Here are links to my short ebooks specifically on love, and others I recommend. You can also find the titles on the main ebook retailers’ websites, including Apple, Barnes & Noble, Kobo, Diesel etc.
On Amazon Kindle (80-99 cents):
On Smashwords (free, as at 08 01 16)
The Four Loves by C. S. Lewis (72c on Kindle at present) – a classic, and I believe enlightening (Christian though can be taken on a purely logical/psychological level) analysis of love into four main levels or kinds – Natural Affection, Romantic-erotic, Friendship, and Agape or the Divine Love.
Love 2.0: Finding Happiness and Health in Moments of Connection Kindle Edition (presently $8.90 (!) A modern research-based report on how it works…
A Christian sermon on love, ‘The Greatest Thing in the World’ by Henry Drummond, , from a hundred years ago, an analysis of Paul’s great passage in First Corinthians 13. It’s quoted in full here: http://henrydrummond.wwwhubs.com/greatest.htm
Then there are all the good books on how to be a loving spouse/partner. The area of romantic love is very well covered in our culture – to a fault. Books like ‘Men are from Mars, Women are from Venus’ help us get more acquainted with the objects of our intended love. If we really want to love well, we need all the knowledge and awareness we can get – especially when loving those who are so unlike ourselves!
Another in the couples field – but also great for friendship in general I think – is ‘The Five Love Languages’ by Gary Chapman here: The Five Love Languages. Again, Christian but the material makes great sense. Obviously, we in the West owe a lot to Christianity for our understanding of Love. That official Churches have fallen so far short of love is not to say that the New Testament didn’t raise the bar in all our thinking on love. But their belief that it takes conversion and being ‘born again’ to become able to love truly at all seems to fly in the face of experience. There are loving people of all faiths and philosophies, and very unloving ones in all faiths too, as far as I know! Let us just get to trying love out with all the understanding we can, and see how we go… I have always believed (perfect) love to be the fulfilment of all the moral law, and have tried to practice it both as a ‘born again’ Christian (for a few hard years) and then as an agnostic, a pagan, a Platonist (for many more years). It is never easy to learn and unlearn the big things, but when a lasting change has come either as a Christian or as anything else, it has always been through truth, and the understanding of it, not through the alleged miracle of being born again, filled with the Spirit, or any such experience. There have been emotional realisations, epiphanies, and grinding episodes of head-butting against the way things work, but the logic of love is the most powerful of all, and it is not a feeling but a process, a series of positive actions – beginning always with the act of being open to the Other, whoever and whatever it, he or she may be.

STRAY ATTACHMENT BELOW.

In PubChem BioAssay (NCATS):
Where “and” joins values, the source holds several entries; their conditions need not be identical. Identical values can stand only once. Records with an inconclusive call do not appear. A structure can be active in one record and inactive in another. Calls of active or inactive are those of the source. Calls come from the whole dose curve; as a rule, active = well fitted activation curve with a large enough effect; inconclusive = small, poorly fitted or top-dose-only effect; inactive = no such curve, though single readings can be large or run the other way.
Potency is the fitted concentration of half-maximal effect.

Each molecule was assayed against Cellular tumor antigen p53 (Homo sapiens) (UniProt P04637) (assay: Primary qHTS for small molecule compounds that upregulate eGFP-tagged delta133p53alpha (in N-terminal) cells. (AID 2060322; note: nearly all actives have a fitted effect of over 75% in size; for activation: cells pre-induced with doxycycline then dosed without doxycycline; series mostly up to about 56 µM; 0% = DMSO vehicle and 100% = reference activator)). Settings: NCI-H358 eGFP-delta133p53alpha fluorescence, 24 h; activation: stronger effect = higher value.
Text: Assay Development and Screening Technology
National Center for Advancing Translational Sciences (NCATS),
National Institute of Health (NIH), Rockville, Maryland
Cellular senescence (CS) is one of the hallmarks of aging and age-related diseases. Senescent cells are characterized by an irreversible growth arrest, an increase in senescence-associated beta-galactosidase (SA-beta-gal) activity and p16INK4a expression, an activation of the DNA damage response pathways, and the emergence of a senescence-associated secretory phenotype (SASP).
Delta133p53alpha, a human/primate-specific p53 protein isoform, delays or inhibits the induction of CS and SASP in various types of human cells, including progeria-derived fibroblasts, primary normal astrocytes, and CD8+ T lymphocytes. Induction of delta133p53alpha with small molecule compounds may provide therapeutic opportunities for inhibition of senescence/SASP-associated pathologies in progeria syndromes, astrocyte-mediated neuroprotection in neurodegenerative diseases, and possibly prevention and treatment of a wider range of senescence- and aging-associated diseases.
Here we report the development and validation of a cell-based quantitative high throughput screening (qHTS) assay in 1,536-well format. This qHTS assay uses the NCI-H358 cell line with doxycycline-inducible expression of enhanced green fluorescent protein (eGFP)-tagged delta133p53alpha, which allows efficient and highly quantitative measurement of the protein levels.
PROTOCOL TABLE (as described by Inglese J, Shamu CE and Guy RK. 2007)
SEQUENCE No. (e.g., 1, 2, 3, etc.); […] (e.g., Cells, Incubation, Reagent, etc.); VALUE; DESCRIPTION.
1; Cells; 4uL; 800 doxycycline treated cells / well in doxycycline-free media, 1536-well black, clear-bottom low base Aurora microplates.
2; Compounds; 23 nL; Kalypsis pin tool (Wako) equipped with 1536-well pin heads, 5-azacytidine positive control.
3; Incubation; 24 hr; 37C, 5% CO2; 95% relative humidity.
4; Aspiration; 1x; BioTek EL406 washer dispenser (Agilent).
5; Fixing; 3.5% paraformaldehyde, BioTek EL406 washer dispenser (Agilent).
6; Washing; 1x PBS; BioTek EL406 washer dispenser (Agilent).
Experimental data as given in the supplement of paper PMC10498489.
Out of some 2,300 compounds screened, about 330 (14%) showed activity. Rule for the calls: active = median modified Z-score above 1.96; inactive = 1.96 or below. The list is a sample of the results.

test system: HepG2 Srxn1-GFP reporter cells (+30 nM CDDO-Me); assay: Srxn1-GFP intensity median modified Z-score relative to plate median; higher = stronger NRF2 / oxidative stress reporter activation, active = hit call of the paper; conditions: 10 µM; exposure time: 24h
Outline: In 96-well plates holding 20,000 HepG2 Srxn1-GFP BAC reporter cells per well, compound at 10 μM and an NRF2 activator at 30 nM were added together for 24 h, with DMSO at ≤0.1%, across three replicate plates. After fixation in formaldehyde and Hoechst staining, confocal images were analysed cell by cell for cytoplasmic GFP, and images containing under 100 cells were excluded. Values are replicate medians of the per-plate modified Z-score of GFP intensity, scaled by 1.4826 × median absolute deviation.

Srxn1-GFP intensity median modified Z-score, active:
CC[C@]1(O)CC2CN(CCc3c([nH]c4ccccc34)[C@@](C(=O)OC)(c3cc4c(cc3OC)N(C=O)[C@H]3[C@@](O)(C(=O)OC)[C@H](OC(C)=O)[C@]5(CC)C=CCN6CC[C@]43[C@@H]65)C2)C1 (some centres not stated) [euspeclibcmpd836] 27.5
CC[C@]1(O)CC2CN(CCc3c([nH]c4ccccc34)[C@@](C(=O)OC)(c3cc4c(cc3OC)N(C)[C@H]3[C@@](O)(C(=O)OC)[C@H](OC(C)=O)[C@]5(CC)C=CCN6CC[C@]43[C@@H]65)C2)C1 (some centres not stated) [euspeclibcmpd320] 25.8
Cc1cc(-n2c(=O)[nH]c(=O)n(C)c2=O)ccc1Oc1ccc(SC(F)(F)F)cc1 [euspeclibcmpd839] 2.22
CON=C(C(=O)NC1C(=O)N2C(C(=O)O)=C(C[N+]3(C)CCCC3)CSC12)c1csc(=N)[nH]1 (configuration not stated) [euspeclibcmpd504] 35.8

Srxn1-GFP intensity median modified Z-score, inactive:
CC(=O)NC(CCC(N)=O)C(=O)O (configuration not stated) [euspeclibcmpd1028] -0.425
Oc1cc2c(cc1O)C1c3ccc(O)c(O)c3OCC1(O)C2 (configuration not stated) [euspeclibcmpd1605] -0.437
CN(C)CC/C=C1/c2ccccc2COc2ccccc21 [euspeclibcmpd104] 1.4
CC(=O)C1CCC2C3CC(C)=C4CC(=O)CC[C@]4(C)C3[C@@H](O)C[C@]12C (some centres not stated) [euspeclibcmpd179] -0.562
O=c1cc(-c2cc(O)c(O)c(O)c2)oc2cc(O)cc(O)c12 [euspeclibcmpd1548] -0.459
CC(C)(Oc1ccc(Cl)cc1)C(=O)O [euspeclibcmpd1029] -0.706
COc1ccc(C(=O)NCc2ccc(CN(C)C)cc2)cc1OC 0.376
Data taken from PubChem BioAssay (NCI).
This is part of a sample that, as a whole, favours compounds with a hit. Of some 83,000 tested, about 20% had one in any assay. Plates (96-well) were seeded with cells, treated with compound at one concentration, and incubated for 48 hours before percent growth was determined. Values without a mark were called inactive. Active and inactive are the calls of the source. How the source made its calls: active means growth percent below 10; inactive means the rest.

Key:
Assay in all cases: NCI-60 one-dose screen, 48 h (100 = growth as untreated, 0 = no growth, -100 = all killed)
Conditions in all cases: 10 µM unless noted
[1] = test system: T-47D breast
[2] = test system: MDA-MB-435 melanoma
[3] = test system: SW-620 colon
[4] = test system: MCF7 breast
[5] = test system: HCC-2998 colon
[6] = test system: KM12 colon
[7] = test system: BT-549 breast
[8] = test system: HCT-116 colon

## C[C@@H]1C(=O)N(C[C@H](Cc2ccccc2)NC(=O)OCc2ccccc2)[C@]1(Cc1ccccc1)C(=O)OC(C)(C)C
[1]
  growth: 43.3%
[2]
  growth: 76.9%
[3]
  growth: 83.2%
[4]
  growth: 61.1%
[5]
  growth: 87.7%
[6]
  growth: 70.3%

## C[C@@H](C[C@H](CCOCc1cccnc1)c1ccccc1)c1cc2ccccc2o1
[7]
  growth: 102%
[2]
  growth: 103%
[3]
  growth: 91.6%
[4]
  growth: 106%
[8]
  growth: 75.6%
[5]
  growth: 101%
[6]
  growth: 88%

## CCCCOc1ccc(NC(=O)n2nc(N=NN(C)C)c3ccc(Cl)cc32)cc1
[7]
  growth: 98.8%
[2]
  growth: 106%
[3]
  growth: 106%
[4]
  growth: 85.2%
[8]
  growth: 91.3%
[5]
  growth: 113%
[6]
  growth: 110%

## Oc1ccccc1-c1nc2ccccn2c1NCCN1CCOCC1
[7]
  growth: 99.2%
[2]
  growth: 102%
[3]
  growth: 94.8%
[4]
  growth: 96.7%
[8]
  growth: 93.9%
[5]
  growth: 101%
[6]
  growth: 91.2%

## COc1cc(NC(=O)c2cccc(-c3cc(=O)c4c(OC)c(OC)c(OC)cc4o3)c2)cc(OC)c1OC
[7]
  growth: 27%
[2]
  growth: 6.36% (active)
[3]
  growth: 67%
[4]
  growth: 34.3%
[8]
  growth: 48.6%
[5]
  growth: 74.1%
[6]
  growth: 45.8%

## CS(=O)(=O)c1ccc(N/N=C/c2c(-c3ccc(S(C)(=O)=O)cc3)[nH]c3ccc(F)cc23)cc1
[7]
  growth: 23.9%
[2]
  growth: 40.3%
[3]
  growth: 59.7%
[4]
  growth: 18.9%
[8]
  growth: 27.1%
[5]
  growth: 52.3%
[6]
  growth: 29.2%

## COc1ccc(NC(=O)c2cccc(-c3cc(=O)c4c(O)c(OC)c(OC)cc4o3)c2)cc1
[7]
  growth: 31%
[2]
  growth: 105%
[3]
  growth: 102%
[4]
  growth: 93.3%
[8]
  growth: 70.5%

What is the greatest obstacle to opening to love? For me, it seems to be fear of the other’s reaction, of rejection – especially in groups. ‘They’ might reject me… If I practice, as I do now, just getting to know the other/s, this fear recedes.
But also there’s another big obstacle, and this needs working on in anyone who wants lasting transformation. I owe this thought to Anthony Robbins in ‘Awaken the Giant Within’. He says the greatest force in determining how we will act is our self-image – who we think we are – what we believe is our identity. So, I think, if we want to be more loving we must redefine ourselves as loving people. This is much easier if we see it as natural, as healthy human functioning, to be able to love and accept love in return.
Finally, I am happy to be able to report that there is a growing movement in psychological research which is documenting the huge positive effects love has in all kinds of ways. ‘Love 2.0’ by Barbara Fredrickson is a book by one such researcher.
Also there are websites on ‘Positive psychology’ which of course talk a fair bit about love. Then there is the Mindfulness movement, driven by some researchers but intensely practical too. They have things like lovingkindness meditations which are similar to my ‘love a stone and then go out from there’ approach.
And this brings me to the Buddhist tradition, which apparently has a lot of lovingkindness meditations, which have become a resource for the mindfulness movement.
At the end of the day, or a lifetime, what matters is the love we have given, and received. One of the books that has some of the most sweeping and beautiful descriptions of the cosmic reality of love is ‘The Bridge across Forever’, a spiritual/romantic novel by Richard Bach. I have to quote this – I hope it inspires you too!
‘The things we own, the places we live, the events of our lives: empty settings. How easy to chase after settings, and forget diamonds! The only thing that matters, at the end of a stay on earth, is how well did we love, what was the quality of our love?
…We’re the bridge across forever, arching above the sea, adventuring for our pleasure, living mysteries for the fun of it, choosing disasters triumphs challenges impossible odds, testing ourselves over and again, learning love and love and LOVE!’